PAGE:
Central Albertans will get a bracing preview of winter on Friday, with snow, high winds and a sharp temperature drop creating slippery road conditions.
Environment Canada meteorologist Sara Hoffman predicted Red Deer-area residents “will be in for a shock” as temperatures fall to a high of zero — which is 11 degrees below normal.
September and early October averaged two degrees above normal, so “we’re in for a steep swing — and it will feel extra shocking because we’ve been so spoiled,” she added.
As warm and moist Pacific air collides with a high-pressure ridge from the Arctic, snow is expected to start falling overnight in the foothills and lower terrain east of the Rockies.
By Friday afternoon, 5 to 10 cms will blanket fallen leaves on people’s lawns and any still-not-put-away garden implements. The snowfall is expected to continue into Friday night, with a low of -11 C.
Hoffman said communities west of Red Deer will get more snow than those to the east.
She cautioned roads will be slippery and motorists should slow down for the conditions.
Environment Canada issued a special weather statement about the Red Deer region possibly receiving north winds gusting up to 50 km/h by late morning. The wind chill is expected to reduce daytime temperatures to -8 C.
City of Red Deer roads crews are prepared for the wintry onslaught.
“We are not surprised… last year we had three or four snowfalls events by this time,”said roads superintendent Doug Halldorson. “We’ve got the sanders ready to go, we’re putting our plow blades on today, and our sanding tent is full — so were ready.”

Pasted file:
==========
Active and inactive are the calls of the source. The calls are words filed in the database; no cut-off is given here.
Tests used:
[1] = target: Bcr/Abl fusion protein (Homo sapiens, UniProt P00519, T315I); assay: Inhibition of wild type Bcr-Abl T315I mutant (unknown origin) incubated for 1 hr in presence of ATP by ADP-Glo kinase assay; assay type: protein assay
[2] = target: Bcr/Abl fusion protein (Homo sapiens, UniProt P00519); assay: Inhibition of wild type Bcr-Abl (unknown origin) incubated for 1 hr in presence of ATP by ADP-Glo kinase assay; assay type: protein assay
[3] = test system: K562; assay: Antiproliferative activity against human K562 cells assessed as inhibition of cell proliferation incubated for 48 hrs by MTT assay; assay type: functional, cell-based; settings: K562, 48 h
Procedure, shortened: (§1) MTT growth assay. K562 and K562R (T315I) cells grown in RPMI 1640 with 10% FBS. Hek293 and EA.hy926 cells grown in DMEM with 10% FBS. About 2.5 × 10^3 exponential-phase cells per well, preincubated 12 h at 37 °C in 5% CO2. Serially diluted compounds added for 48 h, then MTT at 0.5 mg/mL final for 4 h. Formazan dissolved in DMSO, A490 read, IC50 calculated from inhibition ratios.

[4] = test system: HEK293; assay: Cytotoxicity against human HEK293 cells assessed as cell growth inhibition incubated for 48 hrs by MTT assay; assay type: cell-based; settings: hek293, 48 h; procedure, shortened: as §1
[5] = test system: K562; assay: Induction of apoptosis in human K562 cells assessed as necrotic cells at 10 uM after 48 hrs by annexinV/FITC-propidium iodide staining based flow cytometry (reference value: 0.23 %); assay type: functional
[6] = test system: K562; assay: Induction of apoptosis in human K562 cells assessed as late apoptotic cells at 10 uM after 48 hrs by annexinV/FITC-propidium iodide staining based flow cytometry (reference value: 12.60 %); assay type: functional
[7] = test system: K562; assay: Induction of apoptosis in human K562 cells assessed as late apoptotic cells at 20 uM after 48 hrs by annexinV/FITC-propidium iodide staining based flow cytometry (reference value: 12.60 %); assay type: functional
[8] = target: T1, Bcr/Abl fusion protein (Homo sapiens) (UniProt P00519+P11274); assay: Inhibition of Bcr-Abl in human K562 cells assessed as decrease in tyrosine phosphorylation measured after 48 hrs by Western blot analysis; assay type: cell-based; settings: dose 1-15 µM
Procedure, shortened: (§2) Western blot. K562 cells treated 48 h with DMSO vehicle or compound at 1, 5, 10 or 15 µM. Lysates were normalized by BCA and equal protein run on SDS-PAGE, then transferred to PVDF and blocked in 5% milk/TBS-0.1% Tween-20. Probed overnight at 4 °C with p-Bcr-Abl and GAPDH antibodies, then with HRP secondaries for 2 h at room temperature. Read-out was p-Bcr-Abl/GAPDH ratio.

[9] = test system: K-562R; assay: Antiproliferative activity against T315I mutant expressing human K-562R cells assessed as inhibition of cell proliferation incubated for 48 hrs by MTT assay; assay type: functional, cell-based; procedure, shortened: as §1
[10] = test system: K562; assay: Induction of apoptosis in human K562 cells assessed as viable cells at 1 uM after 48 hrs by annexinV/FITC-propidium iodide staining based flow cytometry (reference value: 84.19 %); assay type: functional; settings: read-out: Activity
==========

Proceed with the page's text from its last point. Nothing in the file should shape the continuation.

The first sanding trucks and plows will be sent to hills and bridges as the trigger for these is 5 cms of snow. Eight centimetres is the trigger for plowing main routes, including Ross and 32nd Streets, and Gaetz, and 30th and 40th Avenues.
Halldorson said 10 out of 17 city trucks have so far been winterized to deal with snow and ice. The other trucks still needed to finish some summer/fall roadwork projects, such as grading alleyways.
He hopes next week’s above-zero temperatures will allow for these projects to be wrapped up before winter fully descends.
Friday’s snowfall is not expected to stay for the long-term — Hoffman said the ground is still warm enough that the snow will gradually melt.
Next week’s highs are predicted to be about 5 C, which is still about five degrees below average for this time of year.